>    Another potential problem with this case is the instance where a Body
> entry doesn't exist at all, rather the message consists of nothing more
> than
> Header entries (which is also perfectly legal according to the SOAP
> spec)...
> in other words, something like the following:
>
>     <Envelope>
>        <Header>
>           <m:ReceiptAcknowledgement />
>        </Header>
>        <Body/>
>     </Envelope>
>
>    In this case, we CANNOT dispatch using method #3.
>
> Out of the three possible mechanisms then, #1 appears to be:  a) the most
> scalable, b) the most reliable, c) the most predictable, d) the easiest
to
> implement
>
> - James
>
>
> > -----Original Message-----
> > From: Steve Graham [mailto:sggraham@us.ibm.com]
> > Sent: Wednesday, February 07, 2001 1:00 PM
> > To: axis-dev@xml.apache.org
> > Subject: RE: SOAPAction
> >
> >
> > James:
> > We should not use this "convention" as it is not required in
> > the SOAP v1.1
> > spec.
> >
> >
> > ++++++++
> > Steve Graham
> > sggraham@us.ibm.com
> > (919)254-0615 (T/L 444)
> > <<Pithecanthropus Erectus>>
> > Emerging Internet Technologies
> > ++++++++
> >
> >
> > James Snell <jmsnell@intesolv.com> on 02/07/2001 11:59:12 AM
> >
> > Please respond to axis-dev@xml.apache.org
> >
> > To:   "'axis-dev@xml.apache.org'" <axis-dev@xml.apache.org>
> > cc:
> > Subject:  RE: SOAPAction
> >
> >
> >
> > +1.
> >
> > I'd much prefer dispatching services based on some unique URI (email
> > address, url+query-string, etc).  "Opening" the message
> > envelope simply to
> > find out which service to invoke is definitely NOT the way to go.
> >
> > - James
> >
> > > -----Original Message-----
> > > From: Glen Daniels [mailto:gdaniels@allaire.com]
> > > Sent: Wednesday, February 07, 2001 8:53 AM
> > > To: 'axis-dev@xml.apache.org'
> > > Subject: RE: SOAPAction
> > >
> > >
> > > I disagree re: saying sayonara to lazy parsing.
> > >
> > > Figuring out which service to dispatch to can be done at ANY
> > > stage in the
> > > pipeline.  For isntance, the email address which receives a
> > > SOAP message may
> > > map to only a single service.  The same holds true for an
> > HTTP URL, or
> > > dispatch might be completely accomplished by a "service-id="
> > > query-string
> > > parameter.
> > >
> > > SOAPAction is simply one transport-specific way that dispatch
> > > to the target
> > > service MIGHT be accomplished.  Depending on the particular
> > > endpoint, you
> > > may or may not be able to uniquely identify a service/chain
> > before you
> > > parse.  So if you want lazy parsing, you make sure there's
> > > some way to do
> > > it.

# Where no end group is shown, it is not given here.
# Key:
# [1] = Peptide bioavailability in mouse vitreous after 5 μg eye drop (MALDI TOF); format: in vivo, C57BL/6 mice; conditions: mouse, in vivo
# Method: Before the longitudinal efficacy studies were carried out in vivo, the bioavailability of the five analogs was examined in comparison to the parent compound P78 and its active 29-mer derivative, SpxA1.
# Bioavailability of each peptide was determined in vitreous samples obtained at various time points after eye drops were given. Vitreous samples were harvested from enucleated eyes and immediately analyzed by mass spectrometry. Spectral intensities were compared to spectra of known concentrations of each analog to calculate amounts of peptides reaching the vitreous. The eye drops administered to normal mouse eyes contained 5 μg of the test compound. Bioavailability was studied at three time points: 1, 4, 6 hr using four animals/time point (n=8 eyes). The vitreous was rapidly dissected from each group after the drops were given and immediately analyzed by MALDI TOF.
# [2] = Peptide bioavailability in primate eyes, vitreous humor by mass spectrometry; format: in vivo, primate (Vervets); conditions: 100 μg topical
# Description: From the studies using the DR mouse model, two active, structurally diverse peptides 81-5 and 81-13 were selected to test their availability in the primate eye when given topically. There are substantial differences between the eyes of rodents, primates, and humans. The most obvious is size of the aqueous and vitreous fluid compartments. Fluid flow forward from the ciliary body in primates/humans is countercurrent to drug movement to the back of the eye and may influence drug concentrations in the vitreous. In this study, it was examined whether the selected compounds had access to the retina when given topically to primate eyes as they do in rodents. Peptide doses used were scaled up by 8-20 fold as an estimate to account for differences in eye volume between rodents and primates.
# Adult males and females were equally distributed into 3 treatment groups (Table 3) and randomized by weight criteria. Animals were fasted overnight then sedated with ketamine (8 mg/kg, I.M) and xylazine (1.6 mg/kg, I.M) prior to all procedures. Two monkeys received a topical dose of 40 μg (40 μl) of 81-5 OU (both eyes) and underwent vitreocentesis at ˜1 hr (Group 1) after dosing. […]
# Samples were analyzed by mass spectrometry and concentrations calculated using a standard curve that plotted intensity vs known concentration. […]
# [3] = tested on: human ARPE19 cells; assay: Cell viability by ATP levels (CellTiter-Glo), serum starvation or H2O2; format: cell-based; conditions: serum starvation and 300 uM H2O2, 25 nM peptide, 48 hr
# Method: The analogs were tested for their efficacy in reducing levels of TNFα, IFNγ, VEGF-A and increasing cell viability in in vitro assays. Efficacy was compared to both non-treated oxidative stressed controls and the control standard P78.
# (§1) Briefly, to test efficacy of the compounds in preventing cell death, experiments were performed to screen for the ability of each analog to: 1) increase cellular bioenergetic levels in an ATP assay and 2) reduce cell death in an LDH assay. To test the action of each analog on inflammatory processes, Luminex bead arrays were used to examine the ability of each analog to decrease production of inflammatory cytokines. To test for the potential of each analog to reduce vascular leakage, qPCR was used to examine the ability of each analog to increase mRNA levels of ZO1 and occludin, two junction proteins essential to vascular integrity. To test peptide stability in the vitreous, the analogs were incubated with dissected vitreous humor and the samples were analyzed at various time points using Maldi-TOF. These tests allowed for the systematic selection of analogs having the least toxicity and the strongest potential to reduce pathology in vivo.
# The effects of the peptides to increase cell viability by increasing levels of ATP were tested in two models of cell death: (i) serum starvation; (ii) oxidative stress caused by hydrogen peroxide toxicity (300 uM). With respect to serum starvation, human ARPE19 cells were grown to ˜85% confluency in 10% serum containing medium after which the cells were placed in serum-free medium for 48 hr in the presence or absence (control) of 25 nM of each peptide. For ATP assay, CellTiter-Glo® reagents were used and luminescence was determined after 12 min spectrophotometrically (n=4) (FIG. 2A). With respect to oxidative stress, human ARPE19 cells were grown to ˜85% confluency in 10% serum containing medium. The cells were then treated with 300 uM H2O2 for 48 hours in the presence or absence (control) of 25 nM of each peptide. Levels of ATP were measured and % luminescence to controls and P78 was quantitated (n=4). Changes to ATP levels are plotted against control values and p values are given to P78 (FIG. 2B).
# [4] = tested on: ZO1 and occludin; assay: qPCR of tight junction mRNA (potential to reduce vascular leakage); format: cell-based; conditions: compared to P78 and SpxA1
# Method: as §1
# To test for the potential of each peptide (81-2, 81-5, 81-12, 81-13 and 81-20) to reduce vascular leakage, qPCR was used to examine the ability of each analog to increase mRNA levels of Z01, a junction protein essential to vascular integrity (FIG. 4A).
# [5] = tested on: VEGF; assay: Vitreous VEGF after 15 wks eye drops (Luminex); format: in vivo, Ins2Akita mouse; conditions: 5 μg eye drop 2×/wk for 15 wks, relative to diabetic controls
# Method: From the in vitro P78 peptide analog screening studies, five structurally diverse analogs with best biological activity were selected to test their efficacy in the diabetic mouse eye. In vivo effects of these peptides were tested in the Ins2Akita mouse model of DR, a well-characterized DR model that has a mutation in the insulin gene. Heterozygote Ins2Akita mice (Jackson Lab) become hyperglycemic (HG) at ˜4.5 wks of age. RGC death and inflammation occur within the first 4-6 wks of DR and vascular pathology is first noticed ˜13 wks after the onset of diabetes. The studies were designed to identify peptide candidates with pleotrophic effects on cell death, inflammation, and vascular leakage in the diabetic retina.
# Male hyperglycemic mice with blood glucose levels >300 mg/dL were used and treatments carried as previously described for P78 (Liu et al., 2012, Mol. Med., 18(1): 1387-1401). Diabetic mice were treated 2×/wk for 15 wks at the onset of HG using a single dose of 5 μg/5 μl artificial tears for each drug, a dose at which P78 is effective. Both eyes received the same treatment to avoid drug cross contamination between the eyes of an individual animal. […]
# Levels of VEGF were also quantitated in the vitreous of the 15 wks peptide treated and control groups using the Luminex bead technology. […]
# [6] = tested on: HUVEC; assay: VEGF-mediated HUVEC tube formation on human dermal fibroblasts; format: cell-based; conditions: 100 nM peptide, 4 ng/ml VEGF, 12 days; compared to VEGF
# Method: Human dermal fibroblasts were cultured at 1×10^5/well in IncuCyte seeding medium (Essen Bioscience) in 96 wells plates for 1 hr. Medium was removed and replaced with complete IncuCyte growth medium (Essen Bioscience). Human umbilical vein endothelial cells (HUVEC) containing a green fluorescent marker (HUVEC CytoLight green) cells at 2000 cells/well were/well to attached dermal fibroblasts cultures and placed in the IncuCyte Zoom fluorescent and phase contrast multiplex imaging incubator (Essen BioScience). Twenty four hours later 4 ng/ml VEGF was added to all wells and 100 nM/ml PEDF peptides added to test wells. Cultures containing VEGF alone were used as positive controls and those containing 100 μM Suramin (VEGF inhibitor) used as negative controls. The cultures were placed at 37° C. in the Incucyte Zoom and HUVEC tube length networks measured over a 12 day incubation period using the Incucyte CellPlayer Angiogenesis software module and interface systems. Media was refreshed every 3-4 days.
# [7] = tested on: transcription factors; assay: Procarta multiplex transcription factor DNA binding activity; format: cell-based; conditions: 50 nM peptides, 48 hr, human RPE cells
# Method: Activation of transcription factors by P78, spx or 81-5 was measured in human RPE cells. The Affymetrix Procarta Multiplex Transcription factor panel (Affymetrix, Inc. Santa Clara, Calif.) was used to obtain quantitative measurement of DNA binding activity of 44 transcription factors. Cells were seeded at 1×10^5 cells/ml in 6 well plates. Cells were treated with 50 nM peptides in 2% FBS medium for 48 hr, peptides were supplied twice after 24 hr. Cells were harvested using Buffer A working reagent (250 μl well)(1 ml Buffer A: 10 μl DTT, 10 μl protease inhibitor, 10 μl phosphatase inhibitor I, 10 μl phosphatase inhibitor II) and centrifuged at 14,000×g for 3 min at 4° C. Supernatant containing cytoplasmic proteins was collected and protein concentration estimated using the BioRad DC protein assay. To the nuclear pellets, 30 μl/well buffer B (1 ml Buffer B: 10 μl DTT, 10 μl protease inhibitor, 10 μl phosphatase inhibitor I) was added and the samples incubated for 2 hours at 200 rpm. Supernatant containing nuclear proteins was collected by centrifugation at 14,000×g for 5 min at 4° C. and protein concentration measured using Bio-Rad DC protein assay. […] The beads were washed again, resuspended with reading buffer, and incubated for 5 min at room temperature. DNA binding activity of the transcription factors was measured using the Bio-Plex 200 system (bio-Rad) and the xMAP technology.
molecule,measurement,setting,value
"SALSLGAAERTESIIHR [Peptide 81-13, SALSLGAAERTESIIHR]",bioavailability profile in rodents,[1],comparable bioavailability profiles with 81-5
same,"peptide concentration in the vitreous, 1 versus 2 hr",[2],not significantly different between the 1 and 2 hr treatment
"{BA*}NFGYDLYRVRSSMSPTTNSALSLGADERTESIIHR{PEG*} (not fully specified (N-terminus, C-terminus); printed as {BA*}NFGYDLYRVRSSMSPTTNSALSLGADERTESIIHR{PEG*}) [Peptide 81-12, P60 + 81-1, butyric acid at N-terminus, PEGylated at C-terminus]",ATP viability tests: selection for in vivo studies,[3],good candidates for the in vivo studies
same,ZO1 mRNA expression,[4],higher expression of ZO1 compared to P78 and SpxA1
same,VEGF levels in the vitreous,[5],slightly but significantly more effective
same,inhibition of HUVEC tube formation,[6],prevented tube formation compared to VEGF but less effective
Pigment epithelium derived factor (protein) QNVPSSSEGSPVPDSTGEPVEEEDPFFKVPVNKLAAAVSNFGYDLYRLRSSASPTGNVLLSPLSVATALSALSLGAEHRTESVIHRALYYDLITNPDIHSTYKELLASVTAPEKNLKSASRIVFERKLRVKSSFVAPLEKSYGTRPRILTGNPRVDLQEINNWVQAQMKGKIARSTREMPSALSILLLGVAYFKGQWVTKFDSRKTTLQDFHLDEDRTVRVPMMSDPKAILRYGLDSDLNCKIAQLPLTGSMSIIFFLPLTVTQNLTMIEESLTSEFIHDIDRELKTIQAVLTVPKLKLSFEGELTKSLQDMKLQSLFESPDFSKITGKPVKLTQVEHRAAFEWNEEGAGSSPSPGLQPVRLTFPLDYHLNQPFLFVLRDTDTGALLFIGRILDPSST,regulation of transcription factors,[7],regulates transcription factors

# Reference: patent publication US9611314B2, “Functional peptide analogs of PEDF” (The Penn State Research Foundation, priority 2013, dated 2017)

> > >
> > > --Glen
> > >
> > > > -----Original Message-----
> > > > From: Steve Graham [mailto:sggraham@us.ibm.com]
> > > > Sent: Wednesday, February 07, 2001 10:24 AM
> > > > To: axis-dev@xml.apache.org
> > > > Subject: Re: SOAPAction
> > > >
> > > >
> > > > we may have to kiss pulled parsing goodbye, as SOAPAction
> > header is
> > > > optional (it is required, but the content may not be
> > > > reliable).  Further
> > > > for requests coming in from other transports (SMTP) we cannot
> > > > rely on this
> > > > as a mechanism to lookup which type of service is being invoked.
> > > >
> > > > sgg
> > > >
> > > > ++++++++
> > > > Steve Graham
> > > > sggraham@us.ibm.com
> > > > (919)254-0615 (T/L 444)
> > > > <<Pithecanthropus Erectus>>
> > > > Emerging Internet Technologies
> > > > ++++++++
> > > >
> > > >
> > > > Doug Davis/Raleigh/IBM@IBMUS on 02/07/2001 09:26:56 AM
> > > >
> > > > Please respond to axis-dev@xml.apache.org
> > > >
> > > > To:   axis-dev@xml.apache.org
> > > > cc:
> > > > Subject:  Re: SOAPAction
> > > >
> > > >
> > > >
> > > > I was looking at the spec and it talks about how the SOAPAction
> > > > header can be used for HTTP to indicate intent of the message.
> > > > Well, I was assuming that the SOAPAction should (not "must" but
> > > > "should") match the requested URI of the service for the simple
> > > > reason that if it doesn't match then what good is it?  If
> > it doesn't
> > > > match then we're basic saying the user can lie about their intent.
> > > > Also, w/o having the target URI in the SOAPAction then we can
> > > > kiss laying parsing goodbye.  But like I mentioned in the code
> > > > I wasn't sure about it so I just wrote something to get us going.
> > > > -Dug
> > > >
> > > > Jacek Kopecky <jacek@idoox.com> on 02/07/2001 09:05:56 AM
> > > >
> > > > Please respond to axis-dev@xml.apache.org
> > > >
> > > > To:   axis-dev@xml.apache.org
> > > > cc:
> > > > Subject:  SOAPAction
> > > >
> > > >
> > > >
> > > >  Hello. 8-)
> > > >  During the cleanup I saw Dug has some IMHO wrong
> > assumptions about
> > > > SOAPAction.
> > > >  Dug, please explain how you use the Action string in the
> > code, so I
> > > > can continue the cleanup not screwing your code badly. 8-)
> > > >  I'm writing this to the list, so that we all can have a
> > discussion
> > > > about the SOAPAction header and its use - proposals, anyone? 8-)
> > > >  Thanks
> > > >
> > > >                             Jacek Kopecky
> > > >                                Idoox
> > > >
> > > >
> > > >
> > > >
> > > >
> > > >
> > > >
> > >
> >
> >
> >
>
>
>